Results -- No lead worries in Goldsboro city water
By Phyllis Moore
Published in News on February 16, 2006 2:10 PM
City officials and the Wayne County Health Department said elevated levels of lead were not found in the Goldsboro water system during a recent state water study.
The state's Departments of Health and Human Services and Environmental and Natural Resources conducted the water sampling project in six water systems in North Carolina. The study was initiated in late 2005 after elevated levels of lead were found in drinking water in Greenville.
In December, the Health Department assisted the state in collecting 65 water samples through the city water system for homes built before 1982. Lead was not detected in 64 of the 65 homes. One home showed a low level of lead at 18 parts per billion. The U.S. Environmental Protection Agency recently lowered the acceptable lead level from 50 parts per billion to 15 parts per billion.
Health Director James Roosen told the Board of Health Wednesday that lead leaching into Goldsboro's water supply is a closed issue.
"There's not a hazard present for people who are on this water supply," he said. While the city had initially discontinued fluoridation out of concern, Roosen said findings from the study ruled out that there was any cause for alarm.
Still, he said, it was a very important issue for a lot of reasons.
"One thing we want to do is assure the community that the water's been tested; there's not a concern," he said, calling the process an "excellent example of public health in action, addressing community concerns."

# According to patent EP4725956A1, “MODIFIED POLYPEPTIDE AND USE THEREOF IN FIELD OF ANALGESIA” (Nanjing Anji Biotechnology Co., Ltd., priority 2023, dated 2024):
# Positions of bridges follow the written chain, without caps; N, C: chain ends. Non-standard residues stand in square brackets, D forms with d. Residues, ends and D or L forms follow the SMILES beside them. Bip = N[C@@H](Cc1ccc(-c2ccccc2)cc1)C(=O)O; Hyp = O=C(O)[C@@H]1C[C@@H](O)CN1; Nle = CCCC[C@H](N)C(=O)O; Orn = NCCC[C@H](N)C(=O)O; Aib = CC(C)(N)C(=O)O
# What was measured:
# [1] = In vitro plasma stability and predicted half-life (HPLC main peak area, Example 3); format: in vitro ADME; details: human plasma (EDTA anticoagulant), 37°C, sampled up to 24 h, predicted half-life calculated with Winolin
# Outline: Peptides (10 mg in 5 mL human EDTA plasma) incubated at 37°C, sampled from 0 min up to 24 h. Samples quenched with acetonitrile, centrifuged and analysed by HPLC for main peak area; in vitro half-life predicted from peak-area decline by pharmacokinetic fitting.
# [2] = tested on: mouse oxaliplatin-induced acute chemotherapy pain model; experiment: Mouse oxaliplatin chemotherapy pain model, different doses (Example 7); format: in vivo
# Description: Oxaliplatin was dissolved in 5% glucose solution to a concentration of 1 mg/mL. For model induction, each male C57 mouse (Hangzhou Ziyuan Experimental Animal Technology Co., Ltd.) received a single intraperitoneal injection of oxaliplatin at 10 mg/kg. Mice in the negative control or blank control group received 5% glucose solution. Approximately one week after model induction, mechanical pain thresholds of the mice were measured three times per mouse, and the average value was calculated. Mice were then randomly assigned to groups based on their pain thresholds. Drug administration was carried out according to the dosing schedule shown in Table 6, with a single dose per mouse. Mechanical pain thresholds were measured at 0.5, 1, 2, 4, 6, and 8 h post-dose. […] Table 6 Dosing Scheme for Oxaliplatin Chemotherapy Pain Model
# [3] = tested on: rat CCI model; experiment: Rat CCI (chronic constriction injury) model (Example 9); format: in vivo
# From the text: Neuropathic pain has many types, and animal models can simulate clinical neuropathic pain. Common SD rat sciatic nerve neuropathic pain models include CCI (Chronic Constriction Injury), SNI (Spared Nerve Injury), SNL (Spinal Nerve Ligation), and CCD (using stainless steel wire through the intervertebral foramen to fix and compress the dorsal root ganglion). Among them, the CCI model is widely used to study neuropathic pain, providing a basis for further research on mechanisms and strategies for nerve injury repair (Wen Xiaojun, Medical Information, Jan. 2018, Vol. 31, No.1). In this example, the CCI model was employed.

Officials had determined that certain water can cause lead from household plumbing to corrode into the water, particularly in homes built before the early 1980s when lead solder was used. Houses built after 1982 no longer contained the lead solder because it was outlawed by the EPA.
The state was interested in seeing if the type of disinfection used in water could influence the solubility of lead from household plumbing. It selected three water systems for the study that use chloramine disinfection -- Goldsboro, Durham, and Monroe -- and three systems that use "free" chlorine disinfection. At this point, Siler City and two other undetermined locations will represent systems using "free" chlorine disinfection.
In a statement released by Goldsboro Public Utilities Director Karen Brashear, she said that Goldsboro became the first chloramine-type water system to be studied, even though historically Goldsboro had complied with all lead standards set by EPA.
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